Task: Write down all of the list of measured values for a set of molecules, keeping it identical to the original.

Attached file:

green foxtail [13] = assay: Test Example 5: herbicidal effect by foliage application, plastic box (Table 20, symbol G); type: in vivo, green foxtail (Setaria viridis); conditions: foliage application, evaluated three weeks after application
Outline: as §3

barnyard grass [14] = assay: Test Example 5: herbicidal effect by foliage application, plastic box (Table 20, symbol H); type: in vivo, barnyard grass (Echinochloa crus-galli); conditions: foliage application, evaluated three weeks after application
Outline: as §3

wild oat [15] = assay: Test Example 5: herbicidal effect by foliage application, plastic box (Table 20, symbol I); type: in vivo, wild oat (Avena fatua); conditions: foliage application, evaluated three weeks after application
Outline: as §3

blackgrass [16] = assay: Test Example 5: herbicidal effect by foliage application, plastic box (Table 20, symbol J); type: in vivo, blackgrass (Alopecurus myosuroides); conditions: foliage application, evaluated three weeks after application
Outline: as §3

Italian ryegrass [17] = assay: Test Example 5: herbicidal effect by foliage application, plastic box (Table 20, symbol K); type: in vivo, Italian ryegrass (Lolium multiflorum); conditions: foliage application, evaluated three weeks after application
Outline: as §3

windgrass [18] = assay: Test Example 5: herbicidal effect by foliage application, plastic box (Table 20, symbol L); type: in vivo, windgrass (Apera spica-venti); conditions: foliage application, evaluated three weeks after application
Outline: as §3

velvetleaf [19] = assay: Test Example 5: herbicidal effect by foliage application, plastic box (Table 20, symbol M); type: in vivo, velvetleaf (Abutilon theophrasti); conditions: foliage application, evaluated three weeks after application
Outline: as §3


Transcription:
green foxtail [13] = assay: Test Example 5: herbicidal effect by foliage application, plastic box (Table 20, symbol G); type: in vivo, green foxtail (Setaria viridis); conditions: foliage application, evaluated three weeks after application
Outline: as §3

barnyard grass [14] = assay: Test Example 5: herbicidal effect by foliage application, plastic box (Table 20, symbol H); type: in vivo, barnyard grass (Echinochloa crus-galli); conditions: foliage application, evaluated three weeks after application
Outline: as §3

wild oat [15] = assay: Test Example 5: herbicidal effect by foliage application, plastic box (Table 20, symbol I); type: in vivo, wild oat (Avena fatua); conditions: foliage application, evaluated three weeks after application
Outline: as §3

blackgrass [16] = assay: Test Example 5: herbicidal effect by foliage application, plastic box (Table 20, symbol J); type: in vivo, blackgrass (Alopecurus myosuroides); conditions: foliage application, evaluated three weeks after application
Outline: as §3

Italian ryegrass [17] = assay: Test Example 5: herbicidal effect by foliage application, plastic box (Table 20, symbol K); type: in vivo, Italian ryegrass (Lolium multiflorum); conditions: foliage application, evaluated three weeks after application
Outline: as §3

windgrass [18] = assay: Test Example 5: herbicidal effect by foliage application, plastic box (Table 20, symbol L); type: in vivo, windgrass (Apera spica-venti); conditions: foliage application, evaluated three weeks after application
Outline: as §3

velvetleaf [19] = assay: Test Example 5: herbicidal effect by foliage application, plastic box (Table 20, symbol M); type: in vivo, velvetleaf (Abutilon theophrasti); conditions: foliage application, evaluated three weeks after application
Outline: as §3